Jesus sent two disciples, saying to them, "Go to the village ahead of you, and at once you will find a donkey tied there, with her colt by her. Untie them and bring them to me.” (Matthew 21:2)
This is the time in the Christian calendar when our thoughts inevitably turn to the events leading up to, and around, the death and resurrection of Jesus. On ‘Palm Sunday’ we remember the day when Jesus rode into Jerusalem on a donkey, fulfilling the Prophecy of Zechariah.
Rejoice greatly, O daughter of Zion! Shout aloud, O daughter of Jerusalem! Behold, your king is coming to you; righteous and having salvation is he, humble and mounted on a donkey, on a colt, the foal of a donkey. (Zechariah 9:9)
I used to feel sorry for Jesus when I read of him riding on a donkey. He deserved better than this! He deserved the best horse that could be found in the whole of Israel. He deserved a retinue of ‘important” people walking ahead of Him, declaring that the King was coming. Instead, he rode on a donkey with a motley crew of men called ‘apostles’, some of whom were poor Galilean fishermen. Not quite the retinue and mode of transport of Kings and dignitaries. But how wrong was I! God Himself orchestrated this triumphant procession: it could not have been more perfect. Let me explain. There are two important points we need to know.
Firstly, in our 21st century mind, we look down on donkeys. After all, they are stubborn and not terribly intelligent, are they not? And they’re not very elegant creatures! Functional, but definitely not elegant. Yet, in Old Testament times, riding on a donkey signified royalty…yes, royalty!
We read of many occasions when royalty and people of significance rode donkeys. For example, King Solomon rode to his coronation as King of Israel on a donkey.
Take your lord’s servants with you and have Solomon my son mount my own mule and take him down to Gihon. There have Zadok the priest and Nathan the prophet anoint him king over Israel. Blow the trumpet and shout, ‘Long live King Solomon! (1 Kings 1:33-34)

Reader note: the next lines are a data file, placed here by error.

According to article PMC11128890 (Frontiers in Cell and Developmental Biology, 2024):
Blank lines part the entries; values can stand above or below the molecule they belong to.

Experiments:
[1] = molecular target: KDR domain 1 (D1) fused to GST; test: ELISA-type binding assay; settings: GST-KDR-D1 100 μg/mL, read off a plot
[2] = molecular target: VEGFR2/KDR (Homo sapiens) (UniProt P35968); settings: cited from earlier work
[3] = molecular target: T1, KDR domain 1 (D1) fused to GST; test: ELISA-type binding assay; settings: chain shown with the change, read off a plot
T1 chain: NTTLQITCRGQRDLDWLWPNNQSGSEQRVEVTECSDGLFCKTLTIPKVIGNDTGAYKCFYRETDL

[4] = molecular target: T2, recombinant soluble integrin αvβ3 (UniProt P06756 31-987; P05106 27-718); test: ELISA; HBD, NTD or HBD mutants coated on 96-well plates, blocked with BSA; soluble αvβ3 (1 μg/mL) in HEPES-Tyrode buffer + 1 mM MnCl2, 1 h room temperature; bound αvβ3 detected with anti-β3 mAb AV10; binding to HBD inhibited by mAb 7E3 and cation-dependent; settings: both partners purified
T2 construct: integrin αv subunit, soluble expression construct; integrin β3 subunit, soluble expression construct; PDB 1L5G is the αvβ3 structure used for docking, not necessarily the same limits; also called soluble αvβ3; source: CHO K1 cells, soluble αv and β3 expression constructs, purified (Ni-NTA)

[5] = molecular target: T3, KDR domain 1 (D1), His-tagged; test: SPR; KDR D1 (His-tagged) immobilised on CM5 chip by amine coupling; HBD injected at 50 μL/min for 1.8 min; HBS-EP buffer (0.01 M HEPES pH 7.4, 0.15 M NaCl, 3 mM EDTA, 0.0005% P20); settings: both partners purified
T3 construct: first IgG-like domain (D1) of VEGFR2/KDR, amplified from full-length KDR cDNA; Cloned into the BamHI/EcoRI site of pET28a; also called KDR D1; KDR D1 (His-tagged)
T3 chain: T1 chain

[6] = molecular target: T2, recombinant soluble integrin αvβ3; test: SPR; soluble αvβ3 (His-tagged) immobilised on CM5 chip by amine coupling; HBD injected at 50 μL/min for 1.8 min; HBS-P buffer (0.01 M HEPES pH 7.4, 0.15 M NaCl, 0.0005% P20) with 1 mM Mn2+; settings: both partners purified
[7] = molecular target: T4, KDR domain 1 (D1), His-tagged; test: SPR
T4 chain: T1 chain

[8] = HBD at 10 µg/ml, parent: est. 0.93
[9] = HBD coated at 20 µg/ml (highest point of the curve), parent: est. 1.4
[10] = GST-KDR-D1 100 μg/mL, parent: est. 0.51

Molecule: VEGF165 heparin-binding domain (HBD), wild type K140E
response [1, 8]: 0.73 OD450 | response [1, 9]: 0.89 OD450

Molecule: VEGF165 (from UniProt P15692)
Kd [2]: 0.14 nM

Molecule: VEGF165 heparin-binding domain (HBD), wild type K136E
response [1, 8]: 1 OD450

(I’m not sure I can picture King Charles copying this example on the 6th of May!) We also read of Judges, the leaders of ancient Israel before they had kings, riding on donkeys. One of these was Jair.
After him arose Jair the Gileadite, who judged Israel twenty-two years.And he had thirty sons who rode on thirty donkeys, and they had thirty cities, called Havvoth-jair to this day, which are in the land of Gilead. (Judges 10:3-4)
Abraham and King David also rode donkeys.
So, when Jesus rode into Jerusalem on a donkey, the crowd recognised the significance of kingship and shouted:
Hosanna to the son of David: Blessed is he that cometh in the name of the Lord; Hosanna in the highest” (Matthew 21:9)
The crowd were knowingly quoting from Psalm 118:25,26.
Secondly, in Old Testament times and in Jesus’ day, leaders rode horses if they were riding to war, but donkeys if they came in peace.
If Jesus had rode into Jerusalem, as I had wished for, on a war horse, there would immediately have been a riot. It would have been disastrous! The Romans would have descended upon him with all the force of their military might, quashing, what in their minds was insurrection. No, Jesus didn’t come to make war, he came to bring salvation to all mankind... to you and to me! He needed to ride on a donkey!
Behold, your king is coming to you; righteous and having salvation is he. (Zechariah 9:9)
When I read these scriptures now, I no longer feel sorry for Jesus. I know that, in due time He will indeed come forth riding on a war horse but it will be in God’s time and in His plan.
Then I saw heaven opened, and behold, a white horse! The one sitting on it is called Faithful and True, and in righteousness he judges and makes war... On his robe and on his thigh he has a name written, King of kings and Lord of lords. (Rev 19:11, 16)
Until that day, let us rejoice that Jesus our King and our Prince of Peace, rode into Jerusalem on a donkey.
Pauline Ann Anderson
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